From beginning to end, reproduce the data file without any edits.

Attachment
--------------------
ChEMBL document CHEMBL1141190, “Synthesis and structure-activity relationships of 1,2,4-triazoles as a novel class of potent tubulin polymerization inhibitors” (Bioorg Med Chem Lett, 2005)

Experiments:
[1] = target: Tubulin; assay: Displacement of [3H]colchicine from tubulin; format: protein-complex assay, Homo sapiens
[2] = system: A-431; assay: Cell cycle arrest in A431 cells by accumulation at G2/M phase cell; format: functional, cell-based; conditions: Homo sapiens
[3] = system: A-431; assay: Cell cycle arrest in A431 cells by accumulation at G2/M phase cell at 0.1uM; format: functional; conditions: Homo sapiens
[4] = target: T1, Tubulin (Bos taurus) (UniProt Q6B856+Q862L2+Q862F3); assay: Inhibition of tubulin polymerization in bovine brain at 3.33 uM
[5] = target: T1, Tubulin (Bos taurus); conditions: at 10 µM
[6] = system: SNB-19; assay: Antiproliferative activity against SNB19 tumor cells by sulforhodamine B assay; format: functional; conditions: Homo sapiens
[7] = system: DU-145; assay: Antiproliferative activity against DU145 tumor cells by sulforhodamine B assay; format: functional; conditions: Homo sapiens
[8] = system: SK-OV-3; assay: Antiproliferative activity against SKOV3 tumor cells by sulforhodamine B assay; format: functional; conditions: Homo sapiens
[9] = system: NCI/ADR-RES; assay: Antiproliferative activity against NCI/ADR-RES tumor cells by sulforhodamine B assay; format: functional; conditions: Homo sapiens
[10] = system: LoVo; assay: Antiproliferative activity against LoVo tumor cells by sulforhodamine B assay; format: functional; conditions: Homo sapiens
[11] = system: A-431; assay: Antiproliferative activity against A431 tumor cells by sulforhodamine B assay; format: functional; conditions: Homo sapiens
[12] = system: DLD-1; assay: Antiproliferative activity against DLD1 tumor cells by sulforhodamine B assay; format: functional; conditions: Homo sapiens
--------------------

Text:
ChEMBL document CHEMBL1141190, “Synthesis and structure-activity relationships of 1,2,4-triazoles as a novel class of potent tubulin polymerization inhibitors” (Bioorg Med Chem Lett, 2005)

Experiments:
[1] = target: Tubulin; assay: Displacement of [3H]colchicine from tubulin; format: protein-complex assay, Homo sapiens
[2] = system: A-431; assay: Cell cycle arrest in A431 cells by accumulation at G2/M phase cell; format: functional, cell-based; conditions: Homo sapiens
[3] = system: A-431; assay: Cell cycle arrest in A431 cells by accumulation at G2/M phase cell at 0.1uM; format: functional; conditions: Homo sapiens
[4] = target: T1, Tubulin (Bos taurus) (UniProt Q6B856+Q862L2+Q862F3); assay: Inhibition of tubulin polymerization in bovine brain at 3.33 uM
[5] = target: T1, Tubulin (Bos taurus); conditions: at 10 µM
[6] = system: SNB-19; assay: Antiproliferative activity against SNB19 tumor cells by sulforhodamine B assay; format: functional; conditions: Homo sapiens
[7] = system: DU-145; assay: Antiproliferative activity against DU145 tumor cells by sulforhodamine B assay; format: functional; conditions: Homo sapiens
[8] = system: SK-OV-3; assay: Antiproliferative activity against SKOV3 tumor cells by sulforhodamine B assay; format: functional; conditions: Homo sapiens
[9] = system: NCI/ADR-RES; assay: Antiproliferative activity against NCI/ADR-RES tumor cells by sulforhodamine B assay; format: functional; conditions: Homo sapiens
[10] = system: LoVo; assay: Antiproliferative activity against LoVo tumor cells by sulforhodamine B assay; format: functional; conditions: Homo sapiens
[11] = system: A-431; assay: Antiproliferative activity against A431 tumor cells by sulforhodamine B assay; format: functional; conditions: Homo sapiens
[12] = system: DLD-1; assay: Antiproliferative activity against DLD1 tumor cells by sulforhodamine B assay; format: functional; conditions: Homo sapiens